Quantum Dots: Applications for Artificial Atoms Expanding
By Lynn Savage, Feb 2011
Quantum dots, also known as semiconductor artificial atoms, have existed for several years now, and their use keeps on expanding. Primarily used as substitutes for dyes in fluorescence imaging, their propensity for being highly tunable emitters that resist photobleaching represents only a small fraction of their benefits.
Commonly but not always comprising cores of cadmium selenide with a coating of zinc sulfide, quantum dots are perhaps best known for the tunability of their emission wavelength, once excited by an external light source: Change the size of the particle, get a specific wavelength in return. Early research into the properties and potential uses for quantum dots kept them in solutions, and then later brought into proximity with a variety of other particles. This led to their nearly ubiquitous use as donors in Förster’s resonance energy transfer (FRET), a renowned method for near-diffraction-limit imaging of cells and other subjects. Continue reading
QUANTUM PHYSICS: THE PHYSICS OF DREAMING
By Paul Levy, 2014
6. SELF-EXCITED CIRCUIT
Wheeler’s vision of the universe is like a “self-excited circuit,” to use a metaphor from electronics. To say the universe is “self”-excited is to say it is not “other”-excited, which is to say that rather than depending upon an external agent, god or deity, the universe is self-creating and self-referential─i.e., able to refer to, reflect and act upon itself, and hence, endlessly re-create itself anew.
Seen as a self-excited and self-actualizing circuit, the physical universe bootstraps itself into existence, laws and all. As a self-excited circuit, the universe gives rise to observers who, in completing the circuit, potentially give meaningful reality to the universe. Wheeler says,
“The universe is to be compared to a circuit self-excited in this sense, that the universe gives birth to consciousness, and consciousness gives meaning to the universe.”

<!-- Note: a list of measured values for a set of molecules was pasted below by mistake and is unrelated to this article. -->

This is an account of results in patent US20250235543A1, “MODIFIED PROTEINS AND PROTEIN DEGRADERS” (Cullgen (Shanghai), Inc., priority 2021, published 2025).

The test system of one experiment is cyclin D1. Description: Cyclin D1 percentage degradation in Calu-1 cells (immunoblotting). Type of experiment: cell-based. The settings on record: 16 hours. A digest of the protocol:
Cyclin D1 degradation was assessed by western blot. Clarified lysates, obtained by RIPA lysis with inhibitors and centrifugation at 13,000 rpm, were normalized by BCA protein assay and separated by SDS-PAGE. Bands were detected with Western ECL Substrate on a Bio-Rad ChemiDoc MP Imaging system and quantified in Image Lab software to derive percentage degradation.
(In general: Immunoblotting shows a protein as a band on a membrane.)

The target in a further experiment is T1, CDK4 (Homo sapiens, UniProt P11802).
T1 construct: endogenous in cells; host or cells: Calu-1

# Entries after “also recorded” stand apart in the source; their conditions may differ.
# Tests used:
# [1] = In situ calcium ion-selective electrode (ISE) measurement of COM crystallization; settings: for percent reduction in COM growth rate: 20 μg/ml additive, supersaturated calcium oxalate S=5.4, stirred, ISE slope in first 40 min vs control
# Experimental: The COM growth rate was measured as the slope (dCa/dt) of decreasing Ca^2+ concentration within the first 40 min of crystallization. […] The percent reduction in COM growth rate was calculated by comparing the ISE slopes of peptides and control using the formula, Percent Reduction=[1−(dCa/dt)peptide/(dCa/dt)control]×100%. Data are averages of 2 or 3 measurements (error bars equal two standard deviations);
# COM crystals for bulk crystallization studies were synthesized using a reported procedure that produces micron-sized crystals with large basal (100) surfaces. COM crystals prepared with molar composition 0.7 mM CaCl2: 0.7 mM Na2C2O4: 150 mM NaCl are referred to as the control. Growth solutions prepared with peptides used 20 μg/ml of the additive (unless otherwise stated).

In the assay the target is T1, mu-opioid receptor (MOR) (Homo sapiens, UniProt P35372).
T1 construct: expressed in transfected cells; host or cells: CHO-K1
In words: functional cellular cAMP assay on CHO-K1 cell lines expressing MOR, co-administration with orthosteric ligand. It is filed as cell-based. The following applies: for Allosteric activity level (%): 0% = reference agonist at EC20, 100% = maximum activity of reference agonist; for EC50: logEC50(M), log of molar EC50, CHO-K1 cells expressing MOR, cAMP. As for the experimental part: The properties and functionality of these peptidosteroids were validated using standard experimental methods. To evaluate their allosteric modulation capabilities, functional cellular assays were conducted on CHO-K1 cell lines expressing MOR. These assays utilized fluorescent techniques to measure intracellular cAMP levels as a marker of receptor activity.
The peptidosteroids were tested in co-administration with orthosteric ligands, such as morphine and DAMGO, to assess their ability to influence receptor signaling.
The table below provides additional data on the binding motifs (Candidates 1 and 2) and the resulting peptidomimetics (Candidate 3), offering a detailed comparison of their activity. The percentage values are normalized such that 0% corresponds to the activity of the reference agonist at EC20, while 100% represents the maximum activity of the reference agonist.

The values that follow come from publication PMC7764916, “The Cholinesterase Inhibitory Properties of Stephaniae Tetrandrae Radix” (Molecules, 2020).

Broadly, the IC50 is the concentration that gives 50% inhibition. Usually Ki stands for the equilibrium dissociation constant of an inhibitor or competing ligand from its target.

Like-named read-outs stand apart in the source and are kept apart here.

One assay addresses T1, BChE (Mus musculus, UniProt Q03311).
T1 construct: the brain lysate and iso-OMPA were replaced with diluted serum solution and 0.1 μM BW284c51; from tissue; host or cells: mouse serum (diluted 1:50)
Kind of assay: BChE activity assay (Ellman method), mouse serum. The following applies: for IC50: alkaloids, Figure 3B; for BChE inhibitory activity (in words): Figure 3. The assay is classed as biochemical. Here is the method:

A SQUID (superconducting quantum interference device) is a very sensitive magnetometer used to measure extremely subtle magnetic fields, based on superconducting loops containing Josephson junctions.
SQUIDs are sensitive enough to measure fields as low as 5 aT (5×10−18 T) within a few days of averaged measurements. Their noise levels are as low as 3 fT·Hz-½. For comparison, a typical refrigerator magnet produces 0.01 teslas (10−2 T), and some processes in animals produce very small magnetic fields between 10−9 T and 10−6 T. Recently invented SERF atomic magnetometers are potentially more sensitive and do not require cryogenic refrigeration but are orders of magnitude larger in size (~1 cm3) and must be operated in a near-zero magnetic field. Continue reading
Why Don’t Electrons Just Fall Into the Nucleus of an Atom?
By Esther Inglis-Arkell, 2014
Static electricity works because electrons are strongly attracted to protons, right? But, in atoms, electrons are right there, next to the protons in the nucleus. Why don’t the electrons zip directly into the nucleus and stick to the protons?
Everyone who has ever sat through fourth grade knows that when you rub a balloon on your hair, or your sweater, you can stick it to the wall. You can do this because the rubbing caused the balloon to accumulate a lot of electrons. Electrons are attracted to protons, and repelled by other electrons, so when the balloon was pushed near the wall, the electrons in the wall rushed away, leaving exposed Continue reading
Quantum teleportation is a process by which quantum information (e.g. the exact state of an atom or photon) can be transmitted from one location to another, with the help of classical communication and previously shared quantum entanglement between the sending and receiving location. Because it depends on classical communication, which can proceed no faster than the speed of light, it cannot be used for superluminal transport or communication of classical bits. It also cannot be used to make copies of a system, as this violates the no-cloning theorem.
Although the name is inspired by the teleportation commonly used in fiction, current technology provides no possibility of anything resembling the fictional form of teleportation. While it is possible to teleport one or more qubits of information between two (entangled) atoms, this has not yet been achieved Continue reading